Proteome-wide tyrosine phosphorylation analysis reveals dysregulated signaling pathways in ovarian tumors

Guang Song, Li Chen, Bai Zhang, Qifeng Song, Yu Yu, Cedric Moore, Tian Li Wang, Ie Ming Shih, Hui Zhang, Daniel W. Chan, Zhen Zhang, Heng Zhu

Research output: Contribution to journalArticlepeer-review

9 Scopus citations


The recent accomplishment of comprehensive proteogenomic analysis of high-grade serous ovarian carcinoma (HGSOC) tissues reveals cancer associated molecular alterations were not limited to variations among DNA, and mRNA/protein expression, but are a result of complex reprogramming of signaling pathways/networks mediated by the protein and post-translational modification (PTM) interactomes. A systematic, multiplexed approach interrogating enzyme-substrate relationships in the context of PTMs is fundamental in understanding the dynamics of these pathways, regulation of cellular processes, and their roles in disease processes. Here, as part of Clinical Proteomic Tumor Analysis Consortium (CPTAC) project, we established a multiplexed PTM assay (tyrosine phosphorylation, and lysine acetylation, ubiquitylation and SUMOylation) method to identify protein probes’ PTMs on the human proteome array. Further, we focused on the tyrosine phosphorylation and identified 19 kinases are potentially responsible for the dysregulated signaling pathways observed in HGSOC. Additionally, elevated kinase activity was observed when 14 ovarian cancer cell lines or tumor tissues were subjected to test the autophosphorylation status of PTK2 (pY397) and PTK2B (pY402) as a proxy for kinase activity. Taken together, this report demonstrates that PTM signatures based on lysate reactions on human proteome array is a powerful, unbiased approach to identify dysregulated PTM pathways in tumors.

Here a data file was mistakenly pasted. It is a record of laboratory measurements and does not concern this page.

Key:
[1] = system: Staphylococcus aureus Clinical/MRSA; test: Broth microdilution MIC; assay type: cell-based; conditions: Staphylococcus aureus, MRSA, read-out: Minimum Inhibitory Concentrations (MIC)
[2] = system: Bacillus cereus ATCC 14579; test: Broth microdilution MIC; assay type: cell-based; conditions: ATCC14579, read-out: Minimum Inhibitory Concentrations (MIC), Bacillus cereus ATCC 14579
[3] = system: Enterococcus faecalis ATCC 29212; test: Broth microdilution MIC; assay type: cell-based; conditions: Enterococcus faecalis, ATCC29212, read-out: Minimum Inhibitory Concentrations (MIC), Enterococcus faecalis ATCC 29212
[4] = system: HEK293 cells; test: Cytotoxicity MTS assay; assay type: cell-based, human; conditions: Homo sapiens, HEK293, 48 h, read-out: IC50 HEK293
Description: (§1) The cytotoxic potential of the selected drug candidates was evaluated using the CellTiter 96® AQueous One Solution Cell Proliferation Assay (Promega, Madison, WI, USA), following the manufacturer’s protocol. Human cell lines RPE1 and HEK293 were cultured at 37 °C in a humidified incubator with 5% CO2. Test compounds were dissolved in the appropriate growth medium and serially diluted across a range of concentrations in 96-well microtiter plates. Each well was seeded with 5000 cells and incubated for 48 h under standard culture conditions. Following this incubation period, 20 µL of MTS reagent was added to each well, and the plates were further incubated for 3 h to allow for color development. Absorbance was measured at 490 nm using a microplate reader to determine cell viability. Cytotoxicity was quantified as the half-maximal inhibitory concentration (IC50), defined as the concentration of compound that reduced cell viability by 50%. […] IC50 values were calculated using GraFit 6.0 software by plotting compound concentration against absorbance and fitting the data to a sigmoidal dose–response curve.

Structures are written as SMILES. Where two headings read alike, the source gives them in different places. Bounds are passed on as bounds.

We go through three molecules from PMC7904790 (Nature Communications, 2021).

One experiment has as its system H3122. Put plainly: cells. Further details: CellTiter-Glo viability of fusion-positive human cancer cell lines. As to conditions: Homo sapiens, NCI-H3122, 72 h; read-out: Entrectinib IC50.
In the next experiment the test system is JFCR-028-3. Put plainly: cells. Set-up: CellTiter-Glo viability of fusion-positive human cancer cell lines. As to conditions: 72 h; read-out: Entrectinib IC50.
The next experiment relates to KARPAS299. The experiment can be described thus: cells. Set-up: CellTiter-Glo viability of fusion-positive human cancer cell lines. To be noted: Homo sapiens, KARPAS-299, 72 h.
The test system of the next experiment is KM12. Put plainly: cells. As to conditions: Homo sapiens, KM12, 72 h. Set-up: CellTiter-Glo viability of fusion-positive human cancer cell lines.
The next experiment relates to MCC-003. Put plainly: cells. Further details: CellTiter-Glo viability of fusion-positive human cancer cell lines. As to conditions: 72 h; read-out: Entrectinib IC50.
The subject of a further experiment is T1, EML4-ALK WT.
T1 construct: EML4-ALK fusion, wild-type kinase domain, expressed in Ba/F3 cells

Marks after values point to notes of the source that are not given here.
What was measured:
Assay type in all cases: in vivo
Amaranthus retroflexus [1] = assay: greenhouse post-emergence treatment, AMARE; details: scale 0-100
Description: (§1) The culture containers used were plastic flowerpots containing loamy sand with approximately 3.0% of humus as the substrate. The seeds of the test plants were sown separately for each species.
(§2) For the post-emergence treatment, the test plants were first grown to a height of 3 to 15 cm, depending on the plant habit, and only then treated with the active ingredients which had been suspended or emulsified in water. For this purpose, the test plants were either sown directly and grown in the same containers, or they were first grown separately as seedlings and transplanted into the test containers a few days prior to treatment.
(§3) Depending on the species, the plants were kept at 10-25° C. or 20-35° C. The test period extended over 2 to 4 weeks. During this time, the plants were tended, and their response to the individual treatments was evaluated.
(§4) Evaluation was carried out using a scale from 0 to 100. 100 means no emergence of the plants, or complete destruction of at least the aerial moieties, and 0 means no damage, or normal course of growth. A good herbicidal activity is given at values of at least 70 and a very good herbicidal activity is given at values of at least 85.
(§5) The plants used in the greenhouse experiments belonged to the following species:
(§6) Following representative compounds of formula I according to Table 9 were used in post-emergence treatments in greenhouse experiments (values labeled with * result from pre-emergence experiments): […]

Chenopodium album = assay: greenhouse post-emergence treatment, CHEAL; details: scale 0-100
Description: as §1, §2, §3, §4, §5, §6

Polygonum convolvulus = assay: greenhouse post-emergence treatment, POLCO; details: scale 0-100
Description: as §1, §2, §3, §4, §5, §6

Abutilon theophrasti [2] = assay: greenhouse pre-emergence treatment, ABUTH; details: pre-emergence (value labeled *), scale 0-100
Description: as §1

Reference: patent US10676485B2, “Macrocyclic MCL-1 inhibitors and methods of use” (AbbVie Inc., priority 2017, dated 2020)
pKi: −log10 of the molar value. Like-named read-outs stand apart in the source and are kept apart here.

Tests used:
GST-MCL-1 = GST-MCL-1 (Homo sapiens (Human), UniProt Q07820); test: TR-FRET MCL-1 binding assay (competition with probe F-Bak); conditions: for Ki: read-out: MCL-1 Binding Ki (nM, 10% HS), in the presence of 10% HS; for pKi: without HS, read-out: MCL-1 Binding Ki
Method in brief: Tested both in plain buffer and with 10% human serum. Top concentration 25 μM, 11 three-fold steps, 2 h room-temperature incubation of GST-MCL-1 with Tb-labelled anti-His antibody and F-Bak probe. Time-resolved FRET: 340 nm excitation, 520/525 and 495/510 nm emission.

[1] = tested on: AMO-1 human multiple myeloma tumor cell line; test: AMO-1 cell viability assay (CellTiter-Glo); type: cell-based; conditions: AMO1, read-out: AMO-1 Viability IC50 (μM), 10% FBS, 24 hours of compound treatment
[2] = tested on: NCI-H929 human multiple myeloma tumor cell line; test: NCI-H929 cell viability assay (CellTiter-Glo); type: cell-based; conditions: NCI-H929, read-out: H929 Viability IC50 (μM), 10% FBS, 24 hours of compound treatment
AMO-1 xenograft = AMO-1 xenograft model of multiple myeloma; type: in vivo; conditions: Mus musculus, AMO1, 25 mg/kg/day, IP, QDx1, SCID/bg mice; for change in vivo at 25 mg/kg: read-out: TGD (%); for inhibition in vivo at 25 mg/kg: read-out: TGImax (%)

Original languageEnglish (US)
Pages (from-to)448-460
Number of pages13
JournalMolecular and Cellular Proteomics
Issue number3
StatePublished - Mar 2019

ASJC Scopus subject areas

  • Analytical Chemistry
  • Biochemistry
  • Molecular Biology


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